Round trip I drove 300 miles @ 26 m.p.g.
Tossing out the Midway Airport price, we have a range of 46 cents within 150 miles. For me that's a difference of 5 bucks.
Tuesday, September 02, 2008
So you had an extra day off, do you need the rest of the week, month, year off?
Maybe you just need a different job to go to.
Kim Komando listed this as one of her Cool Sites recently: www.careeronestop.org
Monday, September 01, 2008
Sunday, August 31, 2008
Like most of you, my life has been going through many changes, some of which we have no control of but due to the actions of others, it impacts our lives too.
Friday night and Saturday morning I spent time with my youngest daughter Tiff and her husband Jon. They spent the night with us and in about a month, they will be heading west and life will change forever. It used to be a drive to Indy and we could see them. After they move, it will require a trip to Oregon.
Tomorrow I take my son Josh to Chicago where we will hang out, sleep and then at 7 in the morning Tuesday, he hops aboard a plane to Boston and then to Iceland where he will study for 13 weeks.
Sometimes we get caught up in the moment, which can be good if we are grateful, or wasted if we are not.
For more on this, check out this recent article from the DLM Blog:
Posted: 27 Aug 2008 01:20 PM CDT
|Written on 8/27/2008 by Ali Hale who writes about healthy eating for busy people at her blog, The Office Diet.||Photo Credit: striatic|
- Maybe you got a bad grade on a pop quiz in school – Will it matter in five years? Nope – in fact, it’ll probably be forgotten within a week. If the trend continues throughout your schooling years, the answer is different, but one test or quiz should not be allowed to sour a semester.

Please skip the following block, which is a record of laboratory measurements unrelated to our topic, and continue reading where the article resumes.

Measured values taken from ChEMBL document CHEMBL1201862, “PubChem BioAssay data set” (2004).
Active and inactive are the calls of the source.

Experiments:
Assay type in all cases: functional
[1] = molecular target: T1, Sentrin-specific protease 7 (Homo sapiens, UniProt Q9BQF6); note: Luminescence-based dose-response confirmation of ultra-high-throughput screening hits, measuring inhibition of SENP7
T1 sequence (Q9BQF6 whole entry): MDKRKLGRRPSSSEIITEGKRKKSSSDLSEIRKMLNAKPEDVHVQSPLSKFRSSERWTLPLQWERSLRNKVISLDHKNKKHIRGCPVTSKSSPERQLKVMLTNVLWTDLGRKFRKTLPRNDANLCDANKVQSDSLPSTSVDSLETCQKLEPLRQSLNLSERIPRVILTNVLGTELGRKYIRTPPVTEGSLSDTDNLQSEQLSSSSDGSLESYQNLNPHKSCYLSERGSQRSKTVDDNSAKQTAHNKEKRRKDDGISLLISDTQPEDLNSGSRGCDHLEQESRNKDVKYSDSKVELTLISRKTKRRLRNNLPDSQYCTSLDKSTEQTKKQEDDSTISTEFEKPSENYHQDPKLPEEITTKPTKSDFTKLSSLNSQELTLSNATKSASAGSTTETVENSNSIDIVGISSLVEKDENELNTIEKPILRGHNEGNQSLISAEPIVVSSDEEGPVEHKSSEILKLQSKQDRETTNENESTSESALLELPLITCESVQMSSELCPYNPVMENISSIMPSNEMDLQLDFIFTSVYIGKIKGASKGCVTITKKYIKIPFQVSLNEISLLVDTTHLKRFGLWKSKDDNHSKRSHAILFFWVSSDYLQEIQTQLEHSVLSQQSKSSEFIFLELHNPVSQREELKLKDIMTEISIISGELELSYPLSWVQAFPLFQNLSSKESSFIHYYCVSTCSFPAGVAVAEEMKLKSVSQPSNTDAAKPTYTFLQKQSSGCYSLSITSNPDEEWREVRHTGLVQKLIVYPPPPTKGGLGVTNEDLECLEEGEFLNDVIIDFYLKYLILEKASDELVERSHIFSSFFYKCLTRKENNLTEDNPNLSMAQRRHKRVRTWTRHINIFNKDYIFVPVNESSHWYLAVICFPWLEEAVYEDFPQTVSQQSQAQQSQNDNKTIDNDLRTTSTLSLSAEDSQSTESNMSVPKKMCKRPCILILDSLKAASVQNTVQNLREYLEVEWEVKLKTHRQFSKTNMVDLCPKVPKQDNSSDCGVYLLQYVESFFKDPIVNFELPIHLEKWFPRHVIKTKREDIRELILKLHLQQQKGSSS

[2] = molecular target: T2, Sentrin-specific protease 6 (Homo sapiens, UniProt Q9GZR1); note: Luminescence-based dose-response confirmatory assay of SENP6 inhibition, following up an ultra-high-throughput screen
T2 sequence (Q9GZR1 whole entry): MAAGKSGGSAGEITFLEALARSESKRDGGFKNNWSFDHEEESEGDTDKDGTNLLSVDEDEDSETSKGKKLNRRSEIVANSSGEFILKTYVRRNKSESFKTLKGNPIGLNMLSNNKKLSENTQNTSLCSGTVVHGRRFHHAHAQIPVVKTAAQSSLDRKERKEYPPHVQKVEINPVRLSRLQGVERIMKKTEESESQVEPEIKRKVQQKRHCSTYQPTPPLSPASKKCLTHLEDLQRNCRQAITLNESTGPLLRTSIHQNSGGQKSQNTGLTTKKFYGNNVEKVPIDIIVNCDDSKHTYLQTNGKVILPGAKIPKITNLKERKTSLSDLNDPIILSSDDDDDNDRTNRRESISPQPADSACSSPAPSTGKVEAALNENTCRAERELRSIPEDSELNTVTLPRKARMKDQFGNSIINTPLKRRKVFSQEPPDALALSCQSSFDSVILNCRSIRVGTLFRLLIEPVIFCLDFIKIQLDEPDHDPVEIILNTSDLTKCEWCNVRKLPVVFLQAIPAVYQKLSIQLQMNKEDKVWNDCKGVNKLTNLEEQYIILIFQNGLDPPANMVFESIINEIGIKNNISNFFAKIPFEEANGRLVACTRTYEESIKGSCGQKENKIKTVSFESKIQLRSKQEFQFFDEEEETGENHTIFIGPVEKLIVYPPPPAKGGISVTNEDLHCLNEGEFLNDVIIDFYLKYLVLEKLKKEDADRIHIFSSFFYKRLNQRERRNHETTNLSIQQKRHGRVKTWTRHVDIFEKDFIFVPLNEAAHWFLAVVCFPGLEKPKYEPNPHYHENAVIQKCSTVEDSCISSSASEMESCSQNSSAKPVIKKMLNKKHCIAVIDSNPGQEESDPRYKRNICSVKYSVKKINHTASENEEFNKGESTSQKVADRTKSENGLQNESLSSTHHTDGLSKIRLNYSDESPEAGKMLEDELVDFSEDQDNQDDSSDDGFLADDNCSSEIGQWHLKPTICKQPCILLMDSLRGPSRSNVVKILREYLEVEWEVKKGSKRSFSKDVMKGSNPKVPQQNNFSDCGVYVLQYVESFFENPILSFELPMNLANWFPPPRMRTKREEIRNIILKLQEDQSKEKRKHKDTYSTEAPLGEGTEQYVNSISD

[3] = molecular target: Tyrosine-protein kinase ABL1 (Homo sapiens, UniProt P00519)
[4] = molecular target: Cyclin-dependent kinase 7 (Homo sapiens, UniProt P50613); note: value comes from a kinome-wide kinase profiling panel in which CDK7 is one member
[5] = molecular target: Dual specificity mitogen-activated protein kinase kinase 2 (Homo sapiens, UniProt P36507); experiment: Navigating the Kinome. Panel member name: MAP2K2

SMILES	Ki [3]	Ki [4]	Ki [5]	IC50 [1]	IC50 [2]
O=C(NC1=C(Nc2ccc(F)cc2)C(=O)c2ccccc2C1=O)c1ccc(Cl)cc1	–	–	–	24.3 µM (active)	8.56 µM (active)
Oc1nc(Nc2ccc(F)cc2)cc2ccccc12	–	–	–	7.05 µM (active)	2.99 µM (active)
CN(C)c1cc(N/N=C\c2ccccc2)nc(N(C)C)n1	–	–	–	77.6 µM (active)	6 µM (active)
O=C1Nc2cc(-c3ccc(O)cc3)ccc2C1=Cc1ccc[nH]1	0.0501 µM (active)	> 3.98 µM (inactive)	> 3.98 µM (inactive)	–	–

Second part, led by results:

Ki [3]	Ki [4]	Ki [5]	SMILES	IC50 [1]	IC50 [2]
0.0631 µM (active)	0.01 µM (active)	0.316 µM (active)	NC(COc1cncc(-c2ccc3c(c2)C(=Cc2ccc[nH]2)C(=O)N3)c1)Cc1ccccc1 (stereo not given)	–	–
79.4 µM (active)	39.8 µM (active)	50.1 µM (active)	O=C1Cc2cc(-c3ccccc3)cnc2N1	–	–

- The washing machine’s broken down, the beds aren’t made, and the kids are running around in their pajamas having eaten chocolate for breakfast. Will it matter in five years? Of course not! Again, if this is your daily ritual, the kids are going to have some problems, but a day off from "the schedule" will not set the course for failure.
- You’ve lost your wallet, with all your cards and $50 cash inside. Will it matter in five years? No – it’s a temporary nuisance, not a disaster. Make the calls, cancel the cards and get new ones.
- You didn’t get into the college of your choice and you’re disappointed. Will it matter in five years? Probably not unless need Harvard Med for some reason. It’s likely you’ll have a great time regardless, and once you’ve got a job, most employers won’t care where you studied.
- You’ve made some poor financial decisions and you’ve spent all your savings. Will it matter in five years? Maybe. But five years is long enough to recover from almost anything. Focus your effort on the bounce-back plan, not wallowing in agony over the loss (I bounced back from zero savings to $10,000 in eight months.).
- You get laid off – not because you’ve done anything wrong, but because of the economy. Will it matter in five years? Yes, but probably not in the way you expect: you might start a new career that you love, figure out a better work/life balance, take some time to go traveling, learn about your passion and purpose in life, etc. Use this as an opportunity.
- When you’re thinking about what you eat and how much exercise you do, ask, Will it matter in five years? The truth is that it will – whether you make good or bad choices, your body will be affected by them every single day. Five years is long enough to get your body into pretty much any shape you want. It’s also long enough to ruin your health for good. And it’s the little choices you make every day that decide that.
- When you can’t be bothered to brush your teeth or get a check-up from your dentist, ask yourself, Will it matter in five years? It will – as many people who regret not taking better care of their teeth could tell you!
- When you’re dithering between watching television and hammering out another chapter of the novel you’re writing, ask yourself, Will it matter in five years? It’s unlikely you’ll care by then about Big Brother 2008, but if you work on that novel instead, you might just be a published author.
- When working your way out of debt seems futile, because you’ve got so much to pay back, you might be tempted to just enjoy the money you do have. Ask yourself, Will it matter in five years? That new DVD or computer game won’t; getting into a debt-free position definitely will.